Historians on the British National Party

9 06 2009

The BNP continues to attract a great deal of attention in the British media.  I’m inclined to think that much of this angst is unwarranted, as the BNP remains a very marginal force in UK politics. The parallels people have drawn between the so-called rise of the BNP in the wake of the credit crunch and the Nazi seizure of power in the Great Depression are lurid and unhelpful .

The Guardian,  the left-leaning London daily, asked a number of leading historians to comment on the BNP. None of these scholars thinks that the BNP poses a real threat to British democracy. I’m posting this link because the Guardian contacted some of the world’s leading historians, including Eric Hobsbawn, Michael Burleigh, and Richard Overy.

Flawed Globe and Mail article on the far right in Europe

9 06 2009

Doug Saunders has published a deeply flawed article on the alleged rise of the far-right in Europe. The danger is that the Globe’s Canadian readers  will accept Saunder’s flawed interpretation as accurate.

I normally like Doug Saunders’s work, but his article on the recent EU elections is a travesty of the facts. I will speak about the UK situation, which I know best.
First point: the BNP, which is clearly a racist and fascist party, saw its share of the popular vote fall in this election from the 2004 election.  Saunders wrongly suggests that the BNP is rising in popularity. Moreover, the BNP’s share of the vote is small.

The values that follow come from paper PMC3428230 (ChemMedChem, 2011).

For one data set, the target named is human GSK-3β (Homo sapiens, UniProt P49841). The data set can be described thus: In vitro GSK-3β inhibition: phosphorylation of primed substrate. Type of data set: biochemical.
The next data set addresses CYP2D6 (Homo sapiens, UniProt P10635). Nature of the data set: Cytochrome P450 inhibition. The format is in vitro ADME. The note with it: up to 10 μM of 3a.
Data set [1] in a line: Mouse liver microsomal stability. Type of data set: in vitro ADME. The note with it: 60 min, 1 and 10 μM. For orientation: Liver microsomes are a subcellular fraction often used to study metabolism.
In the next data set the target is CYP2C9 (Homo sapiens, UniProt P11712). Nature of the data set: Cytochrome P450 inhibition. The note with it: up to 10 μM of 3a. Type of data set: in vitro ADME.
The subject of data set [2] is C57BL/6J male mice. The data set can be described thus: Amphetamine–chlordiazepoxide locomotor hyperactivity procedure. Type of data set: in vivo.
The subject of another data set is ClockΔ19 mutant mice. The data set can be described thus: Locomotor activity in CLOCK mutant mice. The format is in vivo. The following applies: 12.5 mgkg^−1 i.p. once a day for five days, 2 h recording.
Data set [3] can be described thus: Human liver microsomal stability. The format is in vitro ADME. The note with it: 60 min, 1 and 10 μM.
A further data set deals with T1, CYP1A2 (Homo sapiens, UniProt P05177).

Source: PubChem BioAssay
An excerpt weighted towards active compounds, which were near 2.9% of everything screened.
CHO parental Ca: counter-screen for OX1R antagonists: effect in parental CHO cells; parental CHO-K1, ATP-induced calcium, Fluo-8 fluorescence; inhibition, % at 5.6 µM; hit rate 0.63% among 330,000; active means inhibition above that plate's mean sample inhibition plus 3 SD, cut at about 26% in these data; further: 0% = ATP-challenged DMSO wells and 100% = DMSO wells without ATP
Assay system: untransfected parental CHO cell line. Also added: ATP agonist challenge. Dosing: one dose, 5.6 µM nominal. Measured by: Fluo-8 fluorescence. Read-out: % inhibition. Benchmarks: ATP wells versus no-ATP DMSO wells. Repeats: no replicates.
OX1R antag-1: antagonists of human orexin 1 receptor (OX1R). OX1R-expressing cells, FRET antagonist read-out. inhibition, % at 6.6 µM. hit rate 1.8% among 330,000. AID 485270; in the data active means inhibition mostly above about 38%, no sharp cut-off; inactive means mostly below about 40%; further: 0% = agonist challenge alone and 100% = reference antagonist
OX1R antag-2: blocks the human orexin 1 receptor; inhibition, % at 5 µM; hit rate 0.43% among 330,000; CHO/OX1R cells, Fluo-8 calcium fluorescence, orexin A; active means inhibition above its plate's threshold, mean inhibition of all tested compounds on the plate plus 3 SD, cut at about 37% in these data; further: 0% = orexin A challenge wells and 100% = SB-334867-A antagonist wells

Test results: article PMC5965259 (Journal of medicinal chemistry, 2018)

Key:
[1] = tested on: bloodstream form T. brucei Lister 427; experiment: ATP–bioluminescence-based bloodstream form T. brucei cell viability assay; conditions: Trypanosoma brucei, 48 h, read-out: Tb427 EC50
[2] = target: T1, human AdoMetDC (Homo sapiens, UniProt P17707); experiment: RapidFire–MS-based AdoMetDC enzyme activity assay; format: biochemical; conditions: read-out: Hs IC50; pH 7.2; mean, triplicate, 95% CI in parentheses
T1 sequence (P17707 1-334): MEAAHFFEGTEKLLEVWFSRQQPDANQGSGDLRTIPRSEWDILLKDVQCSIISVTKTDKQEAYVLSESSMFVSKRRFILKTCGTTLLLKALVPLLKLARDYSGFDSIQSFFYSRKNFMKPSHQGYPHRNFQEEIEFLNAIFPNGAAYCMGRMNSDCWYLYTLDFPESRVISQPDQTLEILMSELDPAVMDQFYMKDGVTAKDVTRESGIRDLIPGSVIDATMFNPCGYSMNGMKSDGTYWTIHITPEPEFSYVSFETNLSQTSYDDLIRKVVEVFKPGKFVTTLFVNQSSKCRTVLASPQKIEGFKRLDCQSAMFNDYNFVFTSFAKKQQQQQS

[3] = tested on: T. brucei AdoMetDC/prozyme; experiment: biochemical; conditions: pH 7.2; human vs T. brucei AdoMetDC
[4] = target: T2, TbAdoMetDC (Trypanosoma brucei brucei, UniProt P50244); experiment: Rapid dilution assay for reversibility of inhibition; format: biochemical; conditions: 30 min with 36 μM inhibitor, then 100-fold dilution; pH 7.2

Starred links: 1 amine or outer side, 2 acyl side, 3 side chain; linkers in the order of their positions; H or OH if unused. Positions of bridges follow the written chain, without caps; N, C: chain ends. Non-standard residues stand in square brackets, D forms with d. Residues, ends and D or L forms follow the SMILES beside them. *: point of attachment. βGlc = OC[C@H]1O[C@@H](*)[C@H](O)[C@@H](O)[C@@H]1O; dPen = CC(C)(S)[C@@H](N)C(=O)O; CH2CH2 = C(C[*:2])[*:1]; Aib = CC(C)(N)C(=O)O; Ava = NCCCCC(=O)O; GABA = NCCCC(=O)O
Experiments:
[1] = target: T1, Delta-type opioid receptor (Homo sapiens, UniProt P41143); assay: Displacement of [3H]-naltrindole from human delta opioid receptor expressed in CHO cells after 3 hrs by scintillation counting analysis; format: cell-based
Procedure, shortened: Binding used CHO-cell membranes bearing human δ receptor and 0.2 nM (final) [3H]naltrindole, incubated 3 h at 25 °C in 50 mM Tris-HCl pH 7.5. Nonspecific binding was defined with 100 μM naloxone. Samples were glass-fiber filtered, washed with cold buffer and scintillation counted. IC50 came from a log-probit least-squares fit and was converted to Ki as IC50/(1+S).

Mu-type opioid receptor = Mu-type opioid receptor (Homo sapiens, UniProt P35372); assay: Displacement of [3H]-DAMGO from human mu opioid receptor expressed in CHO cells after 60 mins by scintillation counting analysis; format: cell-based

Second point:  Saunders suggests that UKIP is, like the BNP, a racist party and that the jump in support for UKIP shows that Britons are becoming more racist. This is not the case. UKIP is a hard-right party like the old Canadian Reform Party. It believes in tax cuts, deregulation, is against the minimum wage, and it wants to pull out of the EU. UKIP admires the free market economy of the USA. It is not, however, a racist party, although it is opposed to the open immigration policies that have allowed many Polish and other Eastern European workers to come into the UK.

Third: European countries can’t really be compared to Canada, which is very much an immigration country. Britain is a densely populated island that has been inhabited by the same ethnic groups for many centuries. It isn’t Canada, which is sparsely populated and proud of its cultural diversity. One of the things I like the most about Canada is the sheer tolerance of Canadians. Canadian multiculturalism is a great success, something of which I am very proud.